A physicist and Professor of Engineering at the University of Cambridge, MacKay grew tired of the debate about energy. Declaring he intended to cut “U.K. emissions of twaddle,” he wrote a book applying pure reason and mathematics (shunning emotional “self-righteousness” and “greenwashing”) to the sustainable energy debate. “I was tired of the debate,” he explained. “The extremism, the nimbyism, the hairshirt. We need a constructive conversation about energy, not a Punch and Judy show.” The result, published in 2009, was Sustainable Energy — Without the Hot Air. The book was released first — for free — online, where it was downloaded 400,000 times, but it still quickly sold more than 40,000 copies in print. In the book, MacKay pointed out that energy was energy: a constantly lit 40 watt lightbulb, for instance, consumed one kilowatt hour per day, while a typical car driven 50km/day consumed 40 kWh/d of energy. It didn’t matter whether the energy involved came from burning gasoline, or was electricity made by photovoltaic panels, because in the end it was simply energy used to do a job. Thus, MacKay decried such meaningless “eco-gestures” as unplugging mobile phone chargers, pointing out that “The amount of energy saved by switching off the phone charger is exactly the same as the energy used by driving an average car for one second.” That makes unplugging the charger the equivalent of “bailing out the Titanic with a teaspoon.”
That doesn’t mean nothing should be done, however. MacKay argued that it was rational to adopt sustainable energy, since oil and gas are finite resources that should be reserved for things only they can do. Yet the amount of space required to produce solar, wind, biomass, wave-power, or other renewable generation facilities is a daunting prospect. “Such an immense panelling of the countryside and filling of British seas with wind farms may be possible according to the laws of physics, but would the public accept and pay for such arrangements?” he wrote. “If the answer is no, we are forced to conclude that current consumption will never be met by British renewables. We require either a radical reduction in consumption, or significant additional sources of energy — or, of course, both.” Such as: “‘Turn your thermostat down’ is, by my reckoning, the single best piece of advice you can give someone. So is ‘fly less’ and ‘drive less’.” MacKay’s thoughtful, realistic scientific approach to the issue led to him being appointed to a five-year term as the chief scientific adviser to the U.K.’s Department of Energy and Climate Change, and he was elected a Fellow of the Royal Society in 2009. Sir David MacKay (he was knighted this year) died April 14, from stomach cancer. He was 48.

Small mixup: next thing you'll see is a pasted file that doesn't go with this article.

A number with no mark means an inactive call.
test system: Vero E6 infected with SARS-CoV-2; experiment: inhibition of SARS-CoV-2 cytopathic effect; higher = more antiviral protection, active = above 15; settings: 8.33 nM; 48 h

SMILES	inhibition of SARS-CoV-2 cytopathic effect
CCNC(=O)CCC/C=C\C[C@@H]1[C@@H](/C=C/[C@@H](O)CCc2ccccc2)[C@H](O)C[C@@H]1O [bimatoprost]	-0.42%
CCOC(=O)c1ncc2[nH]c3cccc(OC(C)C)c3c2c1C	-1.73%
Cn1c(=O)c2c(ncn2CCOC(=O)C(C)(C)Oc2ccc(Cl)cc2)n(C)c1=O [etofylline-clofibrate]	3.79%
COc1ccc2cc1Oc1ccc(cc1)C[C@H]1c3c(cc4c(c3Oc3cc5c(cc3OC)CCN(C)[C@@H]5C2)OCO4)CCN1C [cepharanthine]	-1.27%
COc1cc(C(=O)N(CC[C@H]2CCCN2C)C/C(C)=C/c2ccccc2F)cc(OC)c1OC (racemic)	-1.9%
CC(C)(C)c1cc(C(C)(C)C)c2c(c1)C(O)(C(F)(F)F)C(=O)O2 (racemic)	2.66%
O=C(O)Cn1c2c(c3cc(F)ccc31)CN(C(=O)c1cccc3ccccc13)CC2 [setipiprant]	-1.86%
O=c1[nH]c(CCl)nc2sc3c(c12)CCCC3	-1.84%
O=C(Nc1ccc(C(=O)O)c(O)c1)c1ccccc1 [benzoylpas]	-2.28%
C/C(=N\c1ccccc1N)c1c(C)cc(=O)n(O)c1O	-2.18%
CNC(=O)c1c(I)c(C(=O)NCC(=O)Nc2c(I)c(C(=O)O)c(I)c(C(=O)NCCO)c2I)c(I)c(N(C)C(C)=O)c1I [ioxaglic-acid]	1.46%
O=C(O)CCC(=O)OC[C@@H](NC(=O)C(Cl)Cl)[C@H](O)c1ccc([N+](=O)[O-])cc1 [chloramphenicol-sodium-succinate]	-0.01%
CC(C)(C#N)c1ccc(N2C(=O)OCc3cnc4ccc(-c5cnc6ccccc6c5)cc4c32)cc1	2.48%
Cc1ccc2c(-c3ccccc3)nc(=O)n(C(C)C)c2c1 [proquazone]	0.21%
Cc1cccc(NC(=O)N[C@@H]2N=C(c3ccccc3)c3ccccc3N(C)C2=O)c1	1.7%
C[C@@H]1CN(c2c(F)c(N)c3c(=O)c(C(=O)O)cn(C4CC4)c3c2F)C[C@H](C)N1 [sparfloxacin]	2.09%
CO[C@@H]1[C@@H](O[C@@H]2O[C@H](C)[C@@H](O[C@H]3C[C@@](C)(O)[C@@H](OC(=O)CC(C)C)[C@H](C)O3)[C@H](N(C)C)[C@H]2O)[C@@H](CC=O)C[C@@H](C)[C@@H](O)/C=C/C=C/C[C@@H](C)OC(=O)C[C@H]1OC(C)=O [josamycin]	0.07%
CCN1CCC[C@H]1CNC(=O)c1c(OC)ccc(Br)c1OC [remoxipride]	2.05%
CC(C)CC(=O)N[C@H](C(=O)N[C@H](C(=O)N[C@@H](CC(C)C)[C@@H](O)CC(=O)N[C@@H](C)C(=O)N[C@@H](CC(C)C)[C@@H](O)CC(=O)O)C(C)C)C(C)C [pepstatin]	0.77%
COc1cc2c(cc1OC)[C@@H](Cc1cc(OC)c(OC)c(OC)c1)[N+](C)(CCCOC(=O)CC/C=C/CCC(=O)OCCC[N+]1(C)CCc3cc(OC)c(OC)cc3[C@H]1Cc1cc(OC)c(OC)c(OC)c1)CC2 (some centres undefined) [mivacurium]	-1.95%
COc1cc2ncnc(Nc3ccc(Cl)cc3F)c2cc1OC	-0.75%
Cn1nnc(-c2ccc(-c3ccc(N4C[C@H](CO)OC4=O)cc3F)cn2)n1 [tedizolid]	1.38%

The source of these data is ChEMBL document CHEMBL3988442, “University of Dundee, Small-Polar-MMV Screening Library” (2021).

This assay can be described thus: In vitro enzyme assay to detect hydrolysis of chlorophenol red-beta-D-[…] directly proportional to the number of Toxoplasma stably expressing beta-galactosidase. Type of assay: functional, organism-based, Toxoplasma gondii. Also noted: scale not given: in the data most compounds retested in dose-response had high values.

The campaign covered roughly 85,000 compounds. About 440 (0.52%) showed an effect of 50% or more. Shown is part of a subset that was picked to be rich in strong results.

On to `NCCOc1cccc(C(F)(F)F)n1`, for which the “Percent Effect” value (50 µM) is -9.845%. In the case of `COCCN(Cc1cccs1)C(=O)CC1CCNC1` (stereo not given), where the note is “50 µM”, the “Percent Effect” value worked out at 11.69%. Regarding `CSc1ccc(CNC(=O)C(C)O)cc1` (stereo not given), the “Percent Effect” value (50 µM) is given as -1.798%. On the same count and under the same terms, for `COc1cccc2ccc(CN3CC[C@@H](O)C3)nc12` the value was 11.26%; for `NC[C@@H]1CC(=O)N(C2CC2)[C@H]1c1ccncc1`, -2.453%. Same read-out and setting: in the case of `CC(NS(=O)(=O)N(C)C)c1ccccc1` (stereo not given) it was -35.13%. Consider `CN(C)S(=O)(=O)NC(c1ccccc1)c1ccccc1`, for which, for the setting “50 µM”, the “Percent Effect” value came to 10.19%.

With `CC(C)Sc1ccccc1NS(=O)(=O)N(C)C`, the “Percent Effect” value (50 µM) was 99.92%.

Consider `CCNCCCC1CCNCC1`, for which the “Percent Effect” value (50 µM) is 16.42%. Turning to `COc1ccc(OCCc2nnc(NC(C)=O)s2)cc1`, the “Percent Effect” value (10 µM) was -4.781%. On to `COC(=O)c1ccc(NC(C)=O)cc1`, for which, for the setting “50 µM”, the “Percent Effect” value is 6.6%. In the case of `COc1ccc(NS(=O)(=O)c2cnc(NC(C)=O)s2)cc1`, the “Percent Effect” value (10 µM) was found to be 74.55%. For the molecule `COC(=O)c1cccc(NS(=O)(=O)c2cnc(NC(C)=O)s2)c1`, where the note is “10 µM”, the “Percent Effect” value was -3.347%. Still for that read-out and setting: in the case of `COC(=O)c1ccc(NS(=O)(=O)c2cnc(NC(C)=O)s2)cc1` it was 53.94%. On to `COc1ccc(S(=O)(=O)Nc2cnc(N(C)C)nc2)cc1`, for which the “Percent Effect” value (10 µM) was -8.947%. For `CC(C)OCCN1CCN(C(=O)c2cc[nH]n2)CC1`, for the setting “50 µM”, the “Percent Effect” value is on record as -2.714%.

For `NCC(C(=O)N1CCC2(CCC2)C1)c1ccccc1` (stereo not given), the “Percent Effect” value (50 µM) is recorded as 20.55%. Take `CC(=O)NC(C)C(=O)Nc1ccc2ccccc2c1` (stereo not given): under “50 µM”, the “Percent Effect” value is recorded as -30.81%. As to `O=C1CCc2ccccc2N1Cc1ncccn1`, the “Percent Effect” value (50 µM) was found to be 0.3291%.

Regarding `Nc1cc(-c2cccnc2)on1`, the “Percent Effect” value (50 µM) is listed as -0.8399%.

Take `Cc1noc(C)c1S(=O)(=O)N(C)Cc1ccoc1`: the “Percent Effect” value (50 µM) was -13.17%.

Author’s Note: MacKay’s book can be downloaded here.